Davis Cup 2015: Andy Murray relishes Glasgow return against US

By Piers NewberyBBC Sport in Glasgow
Andy Murray in the Davis Cup
Murray won both of his matches in Great Britain's tie against United States in February 2014
Davis Cup: Great Britain v United States
Venue: Emirates Arena, Glasgow Dates : 6-8 March Coverage: Live on BBC TV, Radio 5 live sports extra, Red Button, the BBC Sport website, mobile, the BBC Sport app and Connected TV.

Andy Murray is relishing the prospect of playing in Scotland for the first time in four years when Great Britain face United States in the Davis Cup.

The tie, which gets underway in Glasgow on Friday, is Britain's first home contest in the elite World Group since 2002.

"It's the biggest home tie that I've played," the world number five said.

"Because tickets sold out quickly, it shows that there's a passion here for the sport."

Britain beat United States in San Diego at the same stage of last year's Davis Cup, and another victory in the best-of-five format would set up a home quarter-final against France or Germany in July.

GB captain Leon Smith has selected Murray, James Ward, Jamie Murray and Dom Inglot, while Jim Courier will pick from John Isner, Donald Young and brothers Bob and Mike Bryan.

Jamie Murray delayed his practice on Wednesday because he has a cold but it is not expected to affect his chances of playing in the tie.

His brother Andy last played in Scotland in 2011, since when he has won Olympic gold, the US Open and Wimbledon.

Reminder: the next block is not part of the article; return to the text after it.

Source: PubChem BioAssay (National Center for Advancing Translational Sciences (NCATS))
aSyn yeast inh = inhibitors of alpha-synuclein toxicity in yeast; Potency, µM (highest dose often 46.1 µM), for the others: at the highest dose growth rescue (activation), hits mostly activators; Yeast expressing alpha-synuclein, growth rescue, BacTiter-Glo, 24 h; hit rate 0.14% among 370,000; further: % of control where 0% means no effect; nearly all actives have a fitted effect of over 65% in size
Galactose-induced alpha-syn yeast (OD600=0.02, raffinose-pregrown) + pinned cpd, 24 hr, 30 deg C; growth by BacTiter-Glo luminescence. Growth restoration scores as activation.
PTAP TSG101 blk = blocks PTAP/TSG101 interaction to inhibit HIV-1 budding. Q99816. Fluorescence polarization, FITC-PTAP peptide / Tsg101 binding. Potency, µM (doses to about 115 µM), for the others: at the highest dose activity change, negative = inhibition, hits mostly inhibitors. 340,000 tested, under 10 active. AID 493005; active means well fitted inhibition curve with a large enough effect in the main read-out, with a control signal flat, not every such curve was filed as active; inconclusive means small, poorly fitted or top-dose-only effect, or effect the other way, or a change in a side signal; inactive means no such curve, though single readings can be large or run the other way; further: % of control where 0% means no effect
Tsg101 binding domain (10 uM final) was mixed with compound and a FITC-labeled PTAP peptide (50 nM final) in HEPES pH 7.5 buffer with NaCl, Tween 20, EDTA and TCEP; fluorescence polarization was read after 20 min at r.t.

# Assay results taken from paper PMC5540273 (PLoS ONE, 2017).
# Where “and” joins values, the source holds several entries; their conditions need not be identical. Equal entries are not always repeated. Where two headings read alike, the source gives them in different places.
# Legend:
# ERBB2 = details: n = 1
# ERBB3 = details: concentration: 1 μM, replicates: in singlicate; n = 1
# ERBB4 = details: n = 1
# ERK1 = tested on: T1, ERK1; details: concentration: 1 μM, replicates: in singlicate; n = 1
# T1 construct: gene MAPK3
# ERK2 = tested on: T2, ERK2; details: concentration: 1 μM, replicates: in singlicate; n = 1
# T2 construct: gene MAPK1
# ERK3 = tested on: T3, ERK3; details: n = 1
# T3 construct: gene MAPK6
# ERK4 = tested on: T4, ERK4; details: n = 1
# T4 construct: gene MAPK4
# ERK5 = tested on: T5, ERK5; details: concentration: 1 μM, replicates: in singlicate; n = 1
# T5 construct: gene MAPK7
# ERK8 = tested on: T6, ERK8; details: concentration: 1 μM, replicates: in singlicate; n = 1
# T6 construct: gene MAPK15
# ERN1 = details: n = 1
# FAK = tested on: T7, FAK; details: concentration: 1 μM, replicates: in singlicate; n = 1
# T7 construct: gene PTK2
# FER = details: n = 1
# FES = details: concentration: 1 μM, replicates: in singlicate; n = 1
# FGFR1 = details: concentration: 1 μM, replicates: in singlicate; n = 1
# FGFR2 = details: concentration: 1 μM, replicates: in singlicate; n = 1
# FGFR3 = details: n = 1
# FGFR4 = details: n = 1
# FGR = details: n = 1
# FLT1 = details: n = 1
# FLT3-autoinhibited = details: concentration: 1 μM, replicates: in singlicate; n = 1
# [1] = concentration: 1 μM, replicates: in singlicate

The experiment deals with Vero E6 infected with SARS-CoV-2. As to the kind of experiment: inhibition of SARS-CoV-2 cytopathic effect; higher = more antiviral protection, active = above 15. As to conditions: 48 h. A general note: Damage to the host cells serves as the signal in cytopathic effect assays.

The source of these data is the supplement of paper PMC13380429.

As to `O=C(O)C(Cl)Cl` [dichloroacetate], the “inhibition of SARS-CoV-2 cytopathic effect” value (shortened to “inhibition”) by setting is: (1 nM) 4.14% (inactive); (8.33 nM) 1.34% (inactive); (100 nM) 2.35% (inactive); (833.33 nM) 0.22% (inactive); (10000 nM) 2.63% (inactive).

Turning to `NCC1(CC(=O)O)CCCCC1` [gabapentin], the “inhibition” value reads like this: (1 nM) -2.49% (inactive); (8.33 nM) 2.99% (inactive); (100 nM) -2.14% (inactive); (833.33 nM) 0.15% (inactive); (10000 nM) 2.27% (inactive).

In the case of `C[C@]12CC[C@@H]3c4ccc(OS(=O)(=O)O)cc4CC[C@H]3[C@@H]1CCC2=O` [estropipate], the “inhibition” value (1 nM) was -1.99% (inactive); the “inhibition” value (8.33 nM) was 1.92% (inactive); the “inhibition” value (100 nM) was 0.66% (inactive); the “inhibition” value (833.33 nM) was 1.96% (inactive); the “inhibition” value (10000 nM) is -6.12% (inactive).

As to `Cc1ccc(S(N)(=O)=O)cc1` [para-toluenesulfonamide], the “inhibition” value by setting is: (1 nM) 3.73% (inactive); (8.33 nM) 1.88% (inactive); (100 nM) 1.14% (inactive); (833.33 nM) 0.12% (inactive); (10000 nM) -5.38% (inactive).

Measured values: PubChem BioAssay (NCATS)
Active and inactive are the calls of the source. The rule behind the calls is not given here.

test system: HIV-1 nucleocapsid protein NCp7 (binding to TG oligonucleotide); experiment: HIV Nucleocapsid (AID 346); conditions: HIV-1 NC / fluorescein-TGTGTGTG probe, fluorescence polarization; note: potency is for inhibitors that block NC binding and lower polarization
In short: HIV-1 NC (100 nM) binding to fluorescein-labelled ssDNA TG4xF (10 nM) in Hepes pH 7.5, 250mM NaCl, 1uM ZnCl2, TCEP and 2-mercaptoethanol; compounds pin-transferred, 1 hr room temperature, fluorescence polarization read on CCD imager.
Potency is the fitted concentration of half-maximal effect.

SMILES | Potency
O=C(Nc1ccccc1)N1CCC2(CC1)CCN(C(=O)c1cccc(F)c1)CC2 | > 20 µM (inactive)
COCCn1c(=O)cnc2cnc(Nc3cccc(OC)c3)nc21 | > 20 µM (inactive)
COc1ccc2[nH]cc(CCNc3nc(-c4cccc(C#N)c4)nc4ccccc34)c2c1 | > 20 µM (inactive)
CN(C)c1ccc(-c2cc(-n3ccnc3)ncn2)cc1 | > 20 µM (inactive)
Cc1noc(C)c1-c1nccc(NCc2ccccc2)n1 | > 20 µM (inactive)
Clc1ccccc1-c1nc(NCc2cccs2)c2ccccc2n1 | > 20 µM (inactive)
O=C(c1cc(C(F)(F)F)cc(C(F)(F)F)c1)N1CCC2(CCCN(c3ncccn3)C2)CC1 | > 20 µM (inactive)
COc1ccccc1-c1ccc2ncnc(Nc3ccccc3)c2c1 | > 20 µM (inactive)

The 7,500-capacity Emirates Arena is expected to be full, and the British number one added: "I would expect that they'll get right into it.

"It looks like a great arena, it's the perfect size. If it's packed I'm sure they'll make a lot of noise and get right behind the team."

Great Britain's 2014 Davis Cup team
"I think when we played the Americans last year they perhaps didn't make the most of home advantage in terms of atmosphere, and we will," Great Britain Davis Cup captain Leon Smith said

Andy Murray, 27, was born in Glasgow and raised in Dunblane, but now lives in Surrey and spends much of his year travelling.

"This is home," he said. "This is where I grew up. This is where my family live.

"Except for me and my brother they virtually all still live in Dunblane. I still have very strong ties to Dunblane for a number of reasons."

Britain won both opening singles rubbers as they dominated last year's tie, which was played in a muted atmosphere in the San Diego Padres baseball stadium.

"I think when we played the Americans last year they perhaps didn't make the most of home advantage in terms of atmosphere, and we will," captain Smith said.

Courier said his team were well prepared for a more lively crowd this time.

"That's kind of the beauty of Davis Cup, you don't want the crowd to be docile," the four-time Grand Slam champion said. "You don't remember that.

"There is something beautiful for a player to be able to silence the crowd with a shot, if you're the foreign player."

And he admitted he was "envious" of European crowds.

A tongue-in-cheek Courier said: "I'm envious of the chanting and the cheering and the organisation in the stands that the Europeans and also the Latin American teams tend to have versus our sad, pathetic, 'U-S-A' chant which is the only one we can seem to come up with!"

BBC coverage

Thursday, 5 March: 5 live tennis, Britain v USA preview, 21:00-22:00 BBC Radio 5 live

Friday, 6 March: Britain v USA, 13:00-16:30 BBC Two; 14:30-21:00 BBC Radio 5 live sports extra

Saturday, 7 March: Britain v USA, 13:00-16:30 BBC One; 13:00-16:55, BBC Radio 5 live sports extra

Sunday, 8 March: Britain v USA, 13:00-15:50 BBC One; 13:00-20:00, BBC Radio 5 live sports extra

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